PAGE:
-Grip lock is heavily punished on front nine holes
Other Thoughts: Good course but i would not make it a constant player. But should be checked out by any player that would enjoy a challenge
3 of 4 people found this review helpful.
6 Helpful / 0 Not
Dream Beneath the Desert Scrub
Pros: -Unique Sonoran desert atmosphere
-Front nine requires requires lots of different throws around vegetation and to avoid an intermittent canal/creek; the back nine mostly requires big throws through a jagged wash
-Many drives require controlled glide and fade rather than just power
Cons: -Very rough terrain. Back nine seems like old glass dump (don't trip!).
-Champion and Z-plastic recommended, but this plastic can be tough to throw (especially if not broken in) as it is not always possible to release a disc low and nose down
-Bushes and obstacles may result in absurdly difficult approaches
-Fishing discs out of the canal is rough without a Labrador
-The back nine is a work in progress at the present time, with temporary tee pads. As such it can be tough to orient around without a local's advice.
-This place gets hot!!! Don't even bother playing it June-Aug.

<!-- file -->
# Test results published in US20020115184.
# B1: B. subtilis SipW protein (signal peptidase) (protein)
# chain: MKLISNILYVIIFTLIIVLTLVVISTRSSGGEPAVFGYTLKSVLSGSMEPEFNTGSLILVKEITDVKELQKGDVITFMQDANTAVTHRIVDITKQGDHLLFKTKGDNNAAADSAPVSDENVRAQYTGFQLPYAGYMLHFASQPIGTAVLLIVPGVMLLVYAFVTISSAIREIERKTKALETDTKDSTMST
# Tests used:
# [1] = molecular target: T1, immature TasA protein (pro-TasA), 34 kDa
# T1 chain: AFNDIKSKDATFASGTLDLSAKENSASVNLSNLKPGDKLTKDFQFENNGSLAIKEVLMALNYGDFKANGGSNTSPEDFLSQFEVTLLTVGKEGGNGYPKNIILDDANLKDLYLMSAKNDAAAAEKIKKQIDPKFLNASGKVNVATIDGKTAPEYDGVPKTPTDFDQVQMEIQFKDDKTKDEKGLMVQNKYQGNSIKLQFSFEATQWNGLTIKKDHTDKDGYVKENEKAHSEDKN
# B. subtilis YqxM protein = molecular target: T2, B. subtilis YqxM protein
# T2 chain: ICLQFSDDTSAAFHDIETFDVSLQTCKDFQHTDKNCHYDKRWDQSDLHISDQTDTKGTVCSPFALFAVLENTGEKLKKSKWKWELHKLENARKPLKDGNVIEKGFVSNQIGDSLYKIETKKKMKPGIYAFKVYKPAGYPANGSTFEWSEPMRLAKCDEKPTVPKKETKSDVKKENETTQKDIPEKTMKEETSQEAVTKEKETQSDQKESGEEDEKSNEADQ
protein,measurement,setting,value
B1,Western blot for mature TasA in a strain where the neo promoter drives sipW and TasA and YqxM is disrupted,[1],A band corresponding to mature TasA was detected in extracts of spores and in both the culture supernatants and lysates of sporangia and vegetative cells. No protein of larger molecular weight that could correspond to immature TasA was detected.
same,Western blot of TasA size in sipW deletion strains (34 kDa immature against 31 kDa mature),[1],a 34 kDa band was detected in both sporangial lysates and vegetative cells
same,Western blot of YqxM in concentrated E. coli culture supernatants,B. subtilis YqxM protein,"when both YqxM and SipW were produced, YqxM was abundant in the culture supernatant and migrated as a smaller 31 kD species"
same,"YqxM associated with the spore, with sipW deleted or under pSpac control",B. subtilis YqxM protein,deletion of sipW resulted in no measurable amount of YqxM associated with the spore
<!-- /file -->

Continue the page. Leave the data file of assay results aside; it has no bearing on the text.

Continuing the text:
-No real bathrooms
-Not a good place to throw multiple discs while practicing (as discs can be tough to find)
Other Thoughts: Like Buffalo Ridge, Moeur Park offers a very unique desert golf experience. The scrubby nature of the course can be frustrating, but the course is appreciated by locals because it is a bit more technical than some of the park courses in the area. The back nine makes a nice addition to the course, as it is more open, offering a nice opportunity to let loose. Nevertheless, discs still end up in all sorts of tough situations on the back nine, so be careful where you throw it.
The angle of release can be a bit different at this course (due to the bushes), making it difficult to throw drivers or approach shots low and hard. Discs with great glide are good for this place, but sometimes the best discs for this course are not made of a plastic that will survive long. For example, Discraft ESP is great here, but will get cut up eventually.
This course is sort of a diamond in the rough. Some improvement (such as tee pads on the back nine, better facilities, and some improved landscaping) would elevate this to a four star course.
The difficulty of playing in the desert scrub keeps some away, but helps to make this a favorite for local disc heads.
The canyon slope comes into play on many holes and controlling the fade on big hyzer shots can be a challenge. Try a hyzer flip or s-turn when driving along the canyon slope, but be careful not to yank it OB.
Hole #1: for RHBH requires a spike hyzer; aim directly over the tree tops to the left, in front of the tee box...remember to keep a hyzer angle on the disc or it will sail over the canal.
6 of 6 people found this review helpful.